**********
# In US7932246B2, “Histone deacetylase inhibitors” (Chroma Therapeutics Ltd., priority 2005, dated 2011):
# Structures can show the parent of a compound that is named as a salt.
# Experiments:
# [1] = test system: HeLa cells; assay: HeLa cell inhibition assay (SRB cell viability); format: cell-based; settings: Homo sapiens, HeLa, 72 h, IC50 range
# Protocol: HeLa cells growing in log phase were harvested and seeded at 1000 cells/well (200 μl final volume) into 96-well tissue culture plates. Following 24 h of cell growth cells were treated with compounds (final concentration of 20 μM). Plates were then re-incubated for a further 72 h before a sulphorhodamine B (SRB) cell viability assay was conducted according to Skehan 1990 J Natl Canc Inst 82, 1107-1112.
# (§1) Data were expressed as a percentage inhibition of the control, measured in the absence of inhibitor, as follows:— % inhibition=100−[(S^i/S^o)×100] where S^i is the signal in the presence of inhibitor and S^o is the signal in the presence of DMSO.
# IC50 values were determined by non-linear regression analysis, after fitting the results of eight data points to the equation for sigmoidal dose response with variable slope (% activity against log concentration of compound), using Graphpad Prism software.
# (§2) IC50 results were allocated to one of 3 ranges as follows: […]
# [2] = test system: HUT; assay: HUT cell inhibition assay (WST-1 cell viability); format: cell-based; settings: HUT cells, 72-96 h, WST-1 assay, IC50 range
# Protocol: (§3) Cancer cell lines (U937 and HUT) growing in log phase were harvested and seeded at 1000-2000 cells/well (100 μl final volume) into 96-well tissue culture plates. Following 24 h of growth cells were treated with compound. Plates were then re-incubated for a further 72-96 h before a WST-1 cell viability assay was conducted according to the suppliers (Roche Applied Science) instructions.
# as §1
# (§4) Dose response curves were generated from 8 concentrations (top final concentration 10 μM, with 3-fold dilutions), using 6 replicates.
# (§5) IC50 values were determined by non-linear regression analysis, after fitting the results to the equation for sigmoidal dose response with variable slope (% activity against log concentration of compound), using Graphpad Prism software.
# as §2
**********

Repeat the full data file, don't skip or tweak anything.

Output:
# In US7932246B2, “Histone deacetylase inhibitors” (Chroma Therapeutics Ltd., priority 2005, dated 2011):
# Structures can show the parent of a compound that is named as a salt.
# Experiments:
# [1] = test system: HeLa cells; assay: HeLa cell inhibition assay (SRB cell viability); format: cell-based; settings: Homo sapiens, HeLa, 72 h, IC50 range
# Protocol: HeLa cells growing in log phase were harvested and seeded at 1000 cells/well (200 μl final volume) into 96-well tissue culture plates. Following 24 h of cell growth cells were treated with compounds (final concentration of 20 μM). Plates were then re-incubated for a further 72 h before a sulphorhodamine B (SRB) cell viability assay was conducted according to Skehan 1990 J Natl Canc Inst 82, 1107-1112.
# (§1) Data were expressed as a percentage inhibition of the control, measured in the absence of inhibitor, as follows:— % inhibition=100−[(S^i/S^o)×100] where S^i is the signal in the presence of inhibitor and S^o is the signal in the presence of DMSO.
# IC50 values were determined by non-linear regression analysis, after fitting the results of eight data points to the equation for sigmoidal dose response with variable slope (% activity against log concentration of compound), using Graphpad Prism software.
# (§2) IC50 results were allocated to one of 3 ranges as follows: […]
# [2] = test system: HUT; assay: HUT cell inhibition assay (WST-1 cell viability); format: cell-based; settings: HUT cells, 72-96 h, WST-1 assay, IC50 range
# Protocol: (§3) Cancer cell lines (U937 and HUT) growing in log phase were harvested and seeded at 1000-2000 cells/well (100 μl final volume) into 96-well tissue culture plates. Following 24 h of growth cells were treated with compound. Plates were then re-incubated for a further 72-96 h before a WST-1 cell viability assay was conducted according to the suppliers (Roche Applied Science) instructions.
# as §1
# (§4) Dose response curves were generated from 8 concentrations (top final concentration 10 μM, with 3-fold dilutions), using 6 replicates.
# (§5) IC50 values were determined by non-linear regression analysis, after fitting the results to the equation for sigmoidal dose response with variable slope (% activity against log concentration of compound), using Graphpad Prism software.
# as §2